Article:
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Mission Teams’ Olympic Dreams

Southlands Builds Community

Spotlight on Ontario Great Lakes

Salvationist The Voice of the Army I May 2010

Prayers for Our


G8 leaders challenged about poverty, environment and world peace

Innovation in social services The holistic ministries of The Salvation Army

Caring provides readers in-depth coverage of the


Canada and Bermuda Territorial Leaders Commissioners William W. and Marilyn D. Francis

June 5th & 6th, 2010 Hampton Inn and Conference Centre Ottawa, Ontario CELEBRATING THE PAST • EMBRACING THE FUTURE • 1885 - 2010

broad spectrum of work by The Salvation Army in the field of social service. Our goal is to examine critical social issues, foster creative approaches to meeting current need and to stimulate discussion. Annual subscription price for this quarterly publication is $15(USD).


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Features 9 Olympic Dreams Cert no. XXX-XXX-XXXX



Salvation Army mission teams share “More Than Gold” at Vancouver Games

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18 In Community, Serving Community

Through its group ministry, Southlands is helping people experience authentic Christian fellowship PRODUCT LABELING GUIDE


Departments 4 Editorial

12 Divisional Spotlight

by Major Jim Champ

Bilingual Blessings

Imagine a World …

Rebuilding a Better Haiti Source of Life

Religious leaders to send moral message to G8 and G20 political leaders

16 Ministry in Action

23 United We Stand

17 Jarring Words

When Tragedy Strikes

6 Around the Territory 8 My Perspective

by Major Ray Harris

by Commissioner Marilyn D. Francis

Enrolment and recognition, tribute, calendar, gazette

A Mother’s Calling

20 Prayers for Our World

Ontario Great Lakes Division

by Ken Ramstead

5 World Watch

John McAlister

Through the Army’s circuit ministry, small-town corps can gain new momentum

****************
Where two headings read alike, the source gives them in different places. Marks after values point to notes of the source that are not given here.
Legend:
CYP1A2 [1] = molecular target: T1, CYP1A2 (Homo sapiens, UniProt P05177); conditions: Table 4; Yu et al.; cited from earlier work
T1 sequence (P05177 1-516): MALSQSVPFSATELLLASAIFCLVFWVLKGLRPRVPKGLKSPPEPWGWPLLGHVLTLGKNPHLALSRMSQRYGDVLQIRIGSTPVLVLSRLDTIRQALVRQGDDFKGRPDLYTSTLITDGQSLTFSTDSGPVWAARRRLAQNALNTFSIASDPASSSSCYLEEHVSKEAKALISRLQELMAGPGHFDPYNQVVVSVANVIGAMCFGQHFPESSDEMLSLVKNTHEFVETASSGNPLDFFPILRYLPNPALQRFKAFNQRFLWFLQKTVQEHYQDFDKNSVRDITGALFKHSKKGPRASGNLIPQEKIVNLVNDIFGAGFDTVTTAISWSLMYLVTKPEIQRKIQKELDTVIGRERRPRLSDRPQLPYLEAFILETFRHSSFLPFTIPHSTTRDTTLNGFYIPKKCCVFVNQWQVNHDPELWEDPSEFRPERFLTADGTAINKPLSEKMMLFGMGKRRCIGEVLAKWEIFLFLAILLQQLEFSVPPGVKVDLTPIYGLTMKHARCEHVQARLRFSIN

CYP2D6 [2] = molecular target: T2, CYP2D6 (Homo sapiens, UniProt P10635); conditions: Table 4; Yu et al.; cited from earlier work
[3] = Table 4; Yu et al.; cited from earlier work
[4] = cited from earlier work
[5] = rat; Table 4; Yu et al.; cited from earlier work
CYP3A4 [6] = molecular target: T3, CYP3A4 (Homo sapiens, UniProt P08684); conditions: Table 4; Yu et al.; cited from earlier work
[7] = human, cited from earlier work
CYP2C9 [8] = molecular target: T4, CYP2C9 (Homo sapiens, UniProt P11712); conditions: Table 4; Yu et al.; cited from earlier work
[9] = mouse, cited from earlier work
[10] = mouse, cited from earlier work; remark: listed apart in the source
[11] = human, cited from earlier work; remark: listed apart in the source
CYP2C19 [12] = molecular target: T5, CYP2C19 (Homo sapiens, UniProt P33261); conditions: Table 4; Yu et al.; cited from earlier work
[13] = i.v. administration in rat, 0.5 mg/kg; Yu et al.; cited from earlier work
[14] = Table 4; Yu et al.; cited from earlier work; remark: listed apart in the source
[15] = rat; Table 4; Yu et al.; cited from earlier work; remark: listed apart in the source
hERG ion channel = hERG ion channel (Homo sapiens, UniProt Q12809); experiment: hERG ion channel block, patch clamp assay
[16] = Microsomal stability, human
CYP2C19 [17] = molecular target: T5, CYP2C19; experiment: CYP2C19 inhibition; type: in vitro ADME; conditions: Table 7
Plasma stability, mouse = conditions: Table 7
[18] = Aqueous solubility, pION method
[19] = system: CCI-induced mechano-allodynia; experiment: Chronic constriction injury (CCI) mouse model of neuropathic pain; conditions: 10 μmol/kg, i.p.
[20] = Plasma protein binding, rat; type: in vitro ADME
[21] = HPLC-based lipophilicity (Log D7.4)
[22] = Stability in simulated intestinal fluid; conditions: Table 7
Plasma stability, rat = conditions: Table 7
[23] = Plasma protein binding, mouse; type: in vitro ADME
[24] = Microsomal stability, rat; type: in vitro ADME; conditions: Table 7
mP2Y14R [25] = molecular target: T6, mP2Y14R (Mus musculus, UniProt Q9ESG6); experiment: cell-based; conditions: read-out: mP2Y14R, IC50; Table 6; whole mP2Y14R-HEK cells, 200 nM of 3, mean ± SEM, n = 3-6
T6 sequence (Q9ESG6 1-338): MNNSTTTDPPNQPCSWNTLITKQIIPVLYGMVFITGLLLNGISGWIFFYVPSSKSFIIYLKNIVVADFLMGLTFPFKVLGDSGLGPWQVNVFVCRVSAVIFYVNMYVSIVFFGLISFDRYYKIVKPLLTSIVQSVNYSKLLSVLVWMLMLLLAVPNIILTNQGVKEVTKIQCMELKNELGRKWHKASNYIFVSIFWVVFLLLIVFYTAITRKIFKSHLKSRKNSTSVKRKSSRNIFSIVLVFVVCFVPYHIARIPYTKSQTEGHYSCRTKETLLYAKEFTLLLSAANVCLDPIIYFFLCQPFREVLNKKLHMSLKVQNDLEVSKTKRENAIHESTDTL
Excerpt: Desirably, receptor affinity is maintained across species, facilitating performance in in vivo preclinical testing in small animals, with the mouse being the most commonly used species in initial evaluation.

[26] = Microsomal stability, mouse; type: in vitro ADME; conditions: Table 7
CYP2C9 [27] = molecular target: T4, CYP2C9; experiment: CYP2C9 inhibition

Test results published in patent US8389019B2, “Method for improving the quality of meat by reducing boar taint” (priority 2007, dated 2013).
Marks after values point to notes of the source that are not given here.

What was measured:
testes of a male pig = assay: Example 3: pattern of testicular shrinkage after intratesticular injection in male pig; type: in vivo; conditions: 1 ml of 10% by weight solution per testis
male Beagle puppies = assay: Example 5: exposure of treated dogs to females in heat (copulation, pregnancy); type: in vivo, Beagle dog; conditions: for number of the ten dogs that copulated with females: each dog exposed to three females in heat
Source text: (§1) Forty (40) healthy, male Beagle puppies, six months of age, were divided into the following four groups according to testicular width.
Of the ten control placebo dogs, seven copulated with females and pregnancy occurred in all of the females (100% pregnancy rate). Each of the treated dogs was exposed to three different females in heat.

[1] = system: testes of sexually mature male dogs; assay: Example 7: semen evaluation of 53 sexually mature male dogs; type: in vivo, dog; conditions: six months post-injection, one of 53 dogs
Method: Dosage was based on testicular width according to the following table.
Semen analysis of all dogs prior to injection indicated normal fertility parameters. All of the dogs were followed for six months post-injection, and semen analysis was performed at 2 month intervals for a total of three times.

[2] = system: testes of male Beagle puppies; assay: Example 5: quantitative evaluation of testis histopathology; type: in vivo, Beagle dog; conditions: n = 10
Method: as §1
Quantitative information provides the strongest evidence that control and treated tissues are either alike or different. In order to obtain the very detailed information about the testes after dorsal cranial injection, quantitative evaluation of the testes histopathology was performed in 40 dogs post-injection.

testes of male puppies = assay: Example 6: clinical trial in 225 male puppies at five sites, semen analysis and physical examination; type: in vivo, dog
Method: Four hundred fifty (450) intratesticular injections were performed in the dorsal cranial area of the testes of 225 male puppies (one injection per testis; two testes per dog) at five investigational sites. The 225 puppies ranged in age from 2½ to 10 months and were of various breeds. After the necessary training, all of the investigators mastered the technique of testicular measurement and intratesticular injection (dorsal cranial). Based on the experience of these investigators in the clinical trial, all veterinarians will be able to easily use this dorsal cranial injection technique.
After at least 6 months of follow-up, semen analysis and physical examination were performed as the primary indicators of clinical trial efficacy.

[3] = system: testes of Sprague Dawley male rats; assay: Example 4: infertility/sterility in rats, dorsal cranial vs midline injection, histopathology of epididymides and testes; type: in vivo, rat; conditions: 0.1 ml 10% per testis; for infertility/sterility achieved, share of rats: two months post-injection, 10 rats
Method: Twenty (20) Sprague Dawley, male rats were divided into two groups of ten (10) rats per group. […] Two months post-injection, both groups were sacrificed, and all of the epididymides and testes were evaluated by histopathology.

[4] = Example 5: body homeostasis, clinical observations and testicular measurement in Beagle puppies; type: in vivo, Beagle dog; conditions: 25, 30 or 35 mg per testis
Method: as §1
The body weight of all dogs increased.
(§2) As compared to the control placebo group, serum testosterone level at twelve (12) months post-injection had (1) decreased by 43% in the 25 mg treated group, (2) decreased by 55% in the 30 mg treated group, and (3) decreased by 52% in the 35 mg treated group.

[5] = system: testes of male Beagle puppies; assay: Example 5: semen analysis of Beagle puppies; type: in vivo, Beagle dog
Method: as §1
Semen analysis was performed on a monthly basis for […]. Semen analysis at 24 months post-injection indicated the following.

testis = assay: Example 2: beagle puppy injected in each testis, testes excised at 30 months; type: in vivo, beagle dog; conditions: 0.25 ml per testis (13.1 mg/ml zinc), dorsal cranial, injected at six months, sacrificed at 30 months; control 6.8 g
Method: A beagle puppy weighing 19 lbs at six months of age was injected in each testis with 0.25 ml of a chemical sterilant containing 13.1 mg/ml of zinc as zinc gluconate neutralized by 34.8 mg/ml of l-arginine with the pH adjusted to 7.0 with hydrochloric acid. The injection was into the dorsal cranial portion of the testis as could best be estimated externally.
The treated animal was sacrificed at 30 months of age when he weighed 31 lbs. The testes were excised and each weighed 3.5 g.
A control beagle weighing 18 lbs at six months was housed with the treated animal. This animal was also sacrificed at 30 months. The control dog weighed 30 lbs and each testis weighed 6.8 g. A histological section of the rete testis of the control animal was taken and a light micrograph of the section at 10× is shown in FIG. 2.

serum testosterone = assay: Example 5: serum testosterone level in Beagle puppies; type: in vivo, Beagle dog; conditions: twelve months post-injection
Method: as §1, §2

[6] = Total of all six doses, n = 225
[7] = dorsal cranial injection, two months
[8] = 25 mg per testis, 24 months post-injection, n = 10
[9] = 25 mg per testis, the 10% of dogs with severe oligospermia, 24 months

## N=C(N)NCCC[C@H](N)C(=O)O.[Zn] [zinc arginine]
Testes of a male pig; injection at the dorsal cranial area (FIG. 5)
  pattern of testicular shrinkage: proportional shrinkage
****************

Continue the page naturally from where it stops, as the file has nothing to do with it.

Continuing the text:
by Major Max Sturge 18

26 Prayer Guide 27 Celebrate Community 30 Formation

Listening for God

by Major Gail Winsor

31 Clarion Call Don’t Bet On It

by Major Fred Ash


Inside Faith & Friends Faith &


May 2010

Inspiration for Living

Salvation army

Helps Haiti One Man’s Deal With God a mother’s anguish

Alonzo Mourning’s


A Death in the Family Brings Life to NBA Superstar

Mourning’s Glory A death in the family brought life to NBA superstar Alonzo Mourning

It’s Not Easy Being Green In Shrek Forever After, our hero faces his greatest challenge yet

Help for Haiti Canadians and The Salvation Army have responded to the earthquake-ravaged country’s plight

The Winning Side Mark Crabb couldn’t sit in his comfortable pew forever When you finish reading Faith & Friends in the centre of this issue, pull it out and give it to someone who needs to hear about Christ’s life-changing power

Generally Speaking Listen to John McAlister interview General Shaw Clifton about the opportunities and challenges of multiculturalism, the importance of

recovering our social justice advocacy role and his hopes for the Atlantic Congress and Commissioning in St. John’s, N.L. Visit Salvationist. ca/General-CliftonInterview2010 to access the audio feature

World Watch Keep abreast of what the Army is doing internationally. Visit worldwatch to read more about the Army’s work in 120 countries Salvationist I May 2010 I 3



Imagine a World …

magine a world where no one goes to bed hungry, every child has access to an education, maternity health care is universal and child mortality rates are a fraction of what they are today. Imagine a world with gender equality and where malaria and other diseases do not claim hundreds of millions of lives each year. Imagine a planet where the rainforests aren’t stripped bare and fresh water bodies are protected and preserved for present and future generations. Does this sound idealistic? Like an impossible dream? Given the poverty and the state of destitution in the lives of people in Latin America, Africa and dozens of other developing regions of the world, we can be forgiven for wondering whether such an idyllic world will ever come to be. At the risk of sounding naive, allow me to suggest that such a world is possible. It was this kind of imagining that took place in September 2000, when the Millennium Summit was convened at the United Nations and the largest gathering of world leaders in history adopted the Millennium Declaration. The declaration by these 189 heads of government was to “free all men, women and children from the abject and dehumanizing conditions of extreme poverty” by the year 2015. Eight Millennium Development Goals (MDGs) were established to address issues such as poverty reduction policies, promotion of education, child mortality, HIV/ AIDS, malaria and other diseases. These goals are listed on page 21 in this issue of Salvationist. Ten years have passed since the MDGs were declared. Considerable progress has